When the e-book revolution came about, my regular publisher adapted. My most recent books are now available by my publisher, Severn House, at Amazon and Barnes & Noble and many other places around the world. I also formed, at some expense, my own book-publishing capability to reissue some of my earlier books now that those copyrights have reverted to me. Life Death and Fog Books has now published the early and I might add, immodestly, critically praised Shanahans and one, never before available, stand-alone novella. As I said, there was expense involved and certainly financial risk. I may or may not earn back my admittedly small investment, let alone make a profit. Maybe it pays off. Maybe it doesn’t. That’s business. In San Francisco, the minimum wage is $10 an hour. I seriously doubt, when all things are considered, that I earn that much on most of my books. I’m explaining, not complaining. And I’m aware that I’m belaboring the point. But writing is what I do. And like house painters, chefs, web site designers, etc., who I hope also enjoy what they do, I would like to be paid for the product of my labor by those who use it.

I discovered a few months ago that one of my books was available on a web site for free download. I was concerned and wrote about it here. Some writers have taken the position that they consider this a cost of doing business. And, of course, it is. Like pilferage. And, in fact, I can imagine various sets of circumstances when this sort of piracy would be admirable. Maybe if the web site were part of prison program, helping those challenged by job loss and/or providing some free books for those in poverty, I’d be in agreement. But the web site I saw, the one that offered the free download, had national brand advertising on it. The owners of the site were receiving income using the stolen labor and expenses of others.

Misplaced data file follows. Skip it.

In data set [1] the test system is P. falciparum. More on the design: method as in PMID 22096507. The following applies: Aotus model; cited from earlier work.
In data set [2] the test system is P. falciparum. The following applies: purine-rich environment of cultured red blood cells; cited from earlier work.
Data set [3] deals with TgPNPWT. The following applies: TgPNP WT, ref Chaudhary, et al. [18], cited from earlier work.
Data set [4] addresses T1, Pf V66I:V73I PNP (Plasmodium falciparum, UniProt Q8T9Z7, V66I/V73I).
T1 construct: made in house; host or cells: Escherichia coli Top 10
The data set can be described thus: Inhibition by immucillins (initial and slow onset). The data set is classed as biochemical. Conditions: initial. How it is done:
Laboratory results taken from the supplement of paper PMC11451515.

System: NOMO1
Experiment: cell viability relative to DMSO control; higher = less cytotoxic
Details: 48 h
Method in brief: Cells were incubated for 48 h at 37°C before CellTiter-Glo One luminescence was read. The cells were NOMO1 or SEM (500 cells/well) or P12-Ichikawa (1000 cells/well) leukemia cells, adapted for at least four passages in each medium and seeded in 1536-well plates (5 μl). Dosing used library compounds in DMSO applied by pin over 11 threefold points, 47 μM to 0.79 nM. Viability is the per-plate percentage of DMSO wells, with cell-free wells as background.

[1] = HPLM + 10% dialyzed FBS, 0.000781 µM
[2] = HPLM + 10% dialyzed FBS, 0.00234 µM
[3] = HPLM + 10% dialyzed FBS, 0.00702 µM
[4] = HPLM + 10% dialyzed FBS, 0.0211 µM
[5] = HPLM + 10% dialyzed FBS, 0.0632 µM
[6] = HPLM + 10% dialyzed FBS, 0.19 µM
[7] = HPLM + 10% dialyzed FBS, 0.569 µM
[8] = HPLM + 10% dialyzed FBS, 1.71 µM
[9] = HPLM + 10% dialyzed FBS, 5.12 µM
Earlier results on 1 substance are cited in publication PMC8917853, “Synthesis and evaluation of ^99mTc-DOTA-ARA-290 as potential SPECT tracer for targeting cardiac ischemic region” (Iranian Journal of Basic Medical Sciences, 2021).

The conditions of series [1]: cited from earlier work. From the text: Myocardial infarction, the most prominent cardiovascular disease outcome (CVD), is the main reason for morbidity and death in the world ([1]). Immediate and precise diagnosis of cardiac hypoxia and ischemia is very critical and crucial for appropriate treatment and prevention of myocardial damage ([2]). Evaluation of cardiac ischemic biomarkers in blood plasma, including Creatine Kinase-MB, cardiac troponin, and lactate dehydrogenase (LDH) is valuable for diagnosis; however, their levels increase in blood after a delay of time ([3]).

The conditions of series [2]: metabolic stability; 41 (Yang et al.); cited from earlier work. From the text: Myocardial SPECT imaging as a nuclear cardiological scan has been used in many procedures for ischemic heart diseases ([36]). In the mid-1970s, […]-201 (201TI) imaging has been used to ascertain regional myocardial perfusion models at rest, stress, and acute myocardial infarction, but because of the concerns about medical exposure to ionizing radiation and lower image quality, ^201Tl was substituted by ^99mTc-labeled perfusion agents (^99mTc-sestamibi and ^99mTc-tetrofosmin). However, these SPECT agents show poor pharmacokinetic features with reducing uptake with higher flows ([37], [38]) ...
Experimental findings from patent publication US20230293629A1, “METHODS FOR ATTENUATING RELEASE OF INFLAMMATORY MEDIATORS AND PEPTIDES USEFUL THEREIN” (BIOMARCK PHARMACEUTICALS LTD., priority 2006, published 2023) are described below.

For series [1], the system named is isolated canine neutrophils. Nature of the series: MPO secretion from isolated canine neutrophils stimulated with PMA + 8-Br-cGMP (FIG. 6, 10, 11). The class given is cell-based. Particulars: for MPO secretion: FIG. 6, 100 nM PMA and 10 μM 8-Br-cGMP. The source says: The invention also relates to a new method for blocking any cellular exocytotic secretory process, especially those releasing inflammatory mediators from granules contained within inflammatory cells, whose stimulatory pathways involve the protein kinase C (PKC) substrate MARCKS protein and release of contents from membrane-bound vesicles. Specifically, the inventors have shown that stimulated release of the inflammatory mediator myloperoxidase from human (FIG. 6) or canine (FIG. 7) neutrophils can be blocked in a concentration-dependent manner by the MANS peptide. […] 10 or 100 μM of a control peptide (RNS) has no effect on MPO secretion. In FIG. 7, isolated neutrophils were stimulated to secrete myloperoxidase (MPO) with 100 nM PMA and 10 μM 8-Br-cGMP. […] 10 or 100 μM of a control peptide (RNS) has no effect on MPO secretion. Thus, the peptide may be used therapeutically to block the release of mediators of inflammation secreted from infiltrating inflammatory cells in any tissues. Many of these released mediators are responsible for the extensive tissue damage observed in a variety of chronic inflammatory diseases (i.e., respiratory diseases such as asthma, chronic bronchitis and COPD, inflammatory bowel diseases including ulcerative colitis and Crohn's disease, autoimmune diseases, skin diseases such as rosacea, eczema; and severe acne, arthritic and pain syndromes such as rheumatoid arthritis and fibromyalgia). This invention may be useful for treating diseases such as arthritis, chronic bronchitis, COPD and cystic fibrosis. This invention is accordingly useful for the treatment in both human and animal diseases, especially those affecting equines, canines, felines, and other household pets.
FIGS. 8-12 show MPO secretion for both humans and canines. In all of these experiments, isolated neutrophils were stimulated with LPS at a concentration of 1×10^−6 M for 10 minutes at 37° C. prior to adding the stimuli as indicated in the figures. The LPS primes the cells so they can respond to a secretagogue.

I think most people will see this as theft. If there was some good reason for sharing, then receiving advertising income for it pretty much eliminates any altruistic motive. I am far from the only one troubled by this. The federal government is concerned. But what should they do about it? Two giant industries, with billions of dollars at stake, are battling each other to determine the content of laws that might be enacted to combat piracy. The huge entertainment industry — movies, TV, music — wants the harshest possible laws in ways that, in fact, may destroy the magic of the internet and provide the strategy and techniques for future censorship.

I’m not inclined to be sympathetic to companies like Viacom and Disney any more than I might be sympathetic to Bank of America and Goldman Sachs. Their opposition is made up of high-tech firms, some of them huge and extremely profitable, like Google and You Tube, some of them nonprofits offering valuable free services like Wikipedia as well as many independent businesses, nonprofits and free access bloggers. They believe currently proposed laws, rightfully so, will not only destroy their existence by making them responsible for things they cannot control, but the whole beauty of the Internet. I would ask if this second group is willing to help create a playing field that doesn’t allow, even encourage the theft of products of others — independent musicians, writers, and artists, among them?

Apparently lawmakers who had initially taken hardline stances in favor of the ham-fisted legislation are changing their minds. That seems like good news. Even so, we must pay attention to what the lawmakers do. Tampering with the free-flow of information on the Internet is an extremely dangerous undertaking with regard to individual freedom. Our legislators need adult oversight. Meanwhile, SOPA and PIPA, the legislation now being considered and apparently reconsidered, should be given concrete shoes and dropped in the Potomac.